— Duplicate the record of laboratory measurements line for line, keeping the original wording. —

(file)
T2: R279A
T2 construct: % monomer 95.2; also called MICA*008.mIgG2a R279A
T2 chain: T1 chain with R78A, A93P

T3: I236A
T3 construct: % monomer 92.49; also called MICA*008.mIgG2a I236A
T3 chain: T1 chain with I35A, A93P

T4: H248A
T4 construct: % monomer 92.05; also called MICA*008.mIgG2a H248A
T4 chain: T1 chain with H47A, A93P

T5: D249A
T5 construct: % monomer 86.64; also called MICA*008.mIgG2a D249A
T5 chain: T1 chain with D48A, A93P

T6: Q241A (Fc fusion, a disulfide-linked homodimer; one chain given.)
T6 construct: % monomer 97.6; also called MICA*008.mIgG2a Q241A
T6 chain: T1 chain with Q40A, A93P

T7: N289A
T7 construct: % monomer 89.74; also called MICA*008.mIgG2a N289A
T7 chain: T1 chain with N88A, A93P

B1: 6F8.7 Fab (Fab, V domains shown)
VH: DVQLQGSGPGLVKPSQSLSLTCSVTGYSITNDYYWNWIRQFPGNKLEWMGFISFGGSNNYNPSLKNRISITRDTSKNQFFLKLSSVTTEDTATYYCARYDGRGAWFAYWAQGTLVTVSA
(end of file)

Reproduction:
T2: R279A
T2 construct: % monomer 95.2; also called MICA*008.mIgG2a R279A
T2 chain: T1 chain with R78A, A93P

T3: I236A
T3 construct: % monomer 92.49; also called MICA*008.mIgG2a I236A
T3 chain: T1 chain with I35A, A93P

T4: H248A
T4 construct: % monomer 92.05; also called MICA*008.mIgG2a H248A
T4 chain: T1 chain with H47A, A93P

T5: D249A
T5 construct: % monomer 86.64; also called MICA*008.mIgG2a D249A
T5 chain: T1 chain with D48A, A93P

T6: Q241A (Fc fusion, a disulfide-linked homodimer; one chain given.)
T6 construct: % monomer 97.6; also called MICA*008.mIgG2a Q241A
T6 chain: T1 chain with Q40A, A93P

T7: N289A
T7 construct: % monomer 89.74; also called MICA*008.mIgG2a N289A
T7 chain: T1 chain with N88A, A93P

B1: 6F8.7 Fab (Fab, V domains shown)
VH: DVQLQGSGPGLVKPSQSLSLTCSVTGYSITNDYYWNWIRQFPGNKLEWMGFISFGGSNNYNPSLKNRISITRDTSKNQFFLKLSSVTTEDTATYYCARYDGRGAWFAYWAQGTLVTVSA